Going South

Militaristic, corrupt America increasingly resembles a Third World state.

By Ximena Ortiz

December 08, 2009 "American Conservative" --
Despite a change of presidents, America remains mired in economic, institutional, and cultural purgatory, with Obama’s exalted oratory circling the stratosphere like a taunt.

Angry nationalism shouts down prudence. Disproportionate military spending threatens economic wellbeing. Industry has its hand so deep in the government’s purse that private enterprise is becoming public property. The currency falters, the infrastructure crumbles. And a supine media, once a watchdog of the powerful, happily licks the strongman’s hand.

If the picture looks familiar, that’s because we’ve seen it many times before, from Argentina to Chile to Russia. The U.S. is third worlding.

That statement may smack of hyperbole. It may also understate the phenomenon, for many of the countries that the United States increasingly resembles are not only Third World—they are authoritarian, even rogue.

This is not to say the U.S. will be indistinguishable from a Third World country any time soon. We’re clearly nowhere near Sudanese levels of violence or Bangladeshi depths of poverty. But in terms of institutional structure, financial stability, and even national spirit, the U.S. looks little like the country it was a generation ago and more like nations it has long condemned.

The turning point came on 9/11. Terrorism is now a weary concern: other issues dominate the headlines—stimulus, healthcare, climate change. Yet the attacks were a pretext for a host of foreign and domestic policies that promised to secure America against its hell-bent enemies but have instead dragged the country down, eroding the qualities that distinguished it from the rest of the world.

Honor Killing

As George W. Bush was fond of doing, Barack Obama looks penetratingly into the camera, addressing all the South Asian terrorists watching CNN from their burrows. He vows to defeat them—using other people’s lives. With demagogic mastery, he, too, has tapped America’s proud warrior culture, a latent force before the age of terror.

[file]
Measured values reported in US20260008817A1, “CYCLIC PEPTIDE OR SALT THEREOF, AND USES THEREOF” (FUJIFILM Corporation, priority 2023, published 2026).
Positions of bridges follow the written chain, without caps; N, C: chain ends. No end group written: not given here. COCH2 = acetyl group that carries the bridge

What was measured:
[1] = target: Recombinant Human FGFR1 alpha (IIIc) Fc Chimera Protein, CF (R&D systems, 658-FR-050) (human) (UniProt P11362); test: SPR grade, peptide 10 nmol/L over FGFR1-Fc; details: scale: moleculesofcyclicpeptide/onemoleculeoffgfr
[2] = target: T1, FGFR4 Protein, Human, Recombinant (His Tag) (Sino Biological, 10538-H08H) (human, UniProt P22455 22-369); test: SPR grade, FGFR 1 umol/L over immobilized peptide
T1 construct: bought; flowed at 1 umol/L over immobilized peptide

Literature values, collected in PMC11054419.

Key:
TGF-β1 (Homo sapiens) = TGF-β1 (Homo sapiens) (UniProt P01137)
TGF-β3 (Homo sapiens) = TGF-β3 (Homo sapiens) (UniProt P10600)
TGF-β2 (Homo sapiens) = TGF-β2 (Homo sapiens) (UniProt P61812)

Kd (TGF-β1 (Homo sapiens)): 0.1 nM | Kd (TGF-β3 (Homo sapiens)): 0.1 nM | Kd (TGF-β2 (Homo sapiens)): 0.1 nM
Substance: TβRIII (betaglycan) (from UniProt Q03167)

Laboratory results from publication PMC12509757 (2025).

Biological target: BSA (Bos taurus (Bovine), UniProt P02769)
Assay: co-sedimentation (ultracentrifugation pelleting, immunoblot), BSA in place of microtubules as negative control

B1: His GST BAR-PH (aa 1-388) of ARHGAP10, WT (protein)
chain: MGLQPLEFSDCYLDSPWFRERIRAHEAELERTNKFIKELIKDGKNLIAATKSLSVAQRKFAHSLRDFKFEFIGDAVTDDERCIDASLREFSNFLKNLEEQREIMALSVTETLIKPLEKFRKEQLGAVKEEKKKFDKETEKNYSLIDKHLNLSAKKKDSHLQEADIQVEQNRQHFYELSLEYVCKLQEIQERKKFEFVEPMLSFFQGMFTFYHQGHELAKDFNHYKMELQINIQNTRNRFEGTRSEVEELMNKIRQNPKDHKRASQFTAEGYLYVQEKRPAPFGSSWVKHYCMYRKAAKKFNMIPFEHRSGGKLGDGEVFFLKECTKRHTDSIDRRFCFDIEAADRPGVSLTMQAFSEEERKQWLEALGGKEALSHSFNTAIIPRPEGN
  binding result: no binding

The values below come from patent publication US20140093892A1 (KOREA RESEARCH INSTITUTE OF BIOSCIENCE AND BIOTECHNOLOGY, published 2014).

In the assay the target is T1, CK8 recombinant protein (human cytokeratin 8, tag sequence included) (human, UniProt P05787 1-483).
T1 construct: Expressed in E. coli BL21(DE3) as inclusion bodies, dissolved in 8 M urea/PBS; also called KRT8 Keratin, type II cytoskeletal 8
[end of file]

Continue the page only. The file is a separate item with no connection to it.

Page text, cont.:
This emphasis on offended honor—particularly male honor—is an integral part of life in the Third World. Where the rule of law is weak, men learn to fend for their own charges, and humiliation must be quickly avenged to uphold street cred. This cultural strain exists even among educated elites, who dress and sound much like their American counterparts, but harbor ingrained machismo.

A repressive leader quickly realizes that the best way to unite his countrymen is to rally them against an outside threat—actual or invented. When Evo Morales became president of Bolivia, he stoked hostility with Chile, blocking the construction of a pipeline to export Bolivian natural gas, at significant cost to his own nation, because it would pass through Chile. In North Korea, a tradition of defiance and nationalistic self-reliance, known as juche, is a cultural imperative. If the regime abandoned its bellicose posturing, its power mystique would shatter. Across the Muslim world, the pursuit of honor is a crucial driver in jihadi recruitment. As Akbar Ahmed puts it in Islam Under Siege, a sense of grievance motivates extremism, but even “those societies that economists call ‘developed’ fall back to notions of honor and revenge in times of crisis.” Sept. 11 proved his point.

The fact that 19 misfits with boxcutters scarcely constituted an invading army was of little consequence—that anyone could touch us so shocked the American system that we lashed out with disproportionate fury. When wounded ego drives policy, force becomes the default. Far from being a passing spasm, this honor impulse has become a way of life. It rules our international conduct and makes our wars nearly impossible to quit. Andrew Bacevich, a former U.S. Army colonel and author of The New American Militarism, writes, “There was a time in recent memory, most notably while the so-called Vietnam Syndrome infected the American body politic, when Republican and Democratic administrations alike viewed with real trepidation the prospect of sending U.S. stoops into action abroad. Since the advent of the new Wilsonianism, self-restraint regarding the use of force has all but disappeared.”

As the martial spirit rises, soldiers are necessarily heroes, even though they are treated as expendable. Patriotism is defined in militaristic terms. And it’s not unusual for an American president to wear a jacket with “Commander in Chief” emblazoned across the chest—an only slightly subtler version of Chavez and Castro couture.

From the Shadows

In countries with a history of authoritarianism, it is not uncommon for the practiced agitators who presided over a crisis to hold sway long after they appear to exit power. In Russia, former president Vladimir Putin rules extra-officially. In Chile, for years after the transition to democracy, the military was guaranteed seats in the legislature. In Argentina after the Dirty War, the army staged rebellions to compel the executive to limit the scope of prosecutions. Even after a crisis subsides, much of the population remains in panic mode and supports the bare-knuckled approach of the previous government.

America is similarly afflicted. Dick Cheney wields such clout that even after his term ended he gave the order and previously classified information on “enhanced interrogation” was made public. His contention that the disclosure proves the value of those interrogations remains inconclusive, but he demonstrated his reach.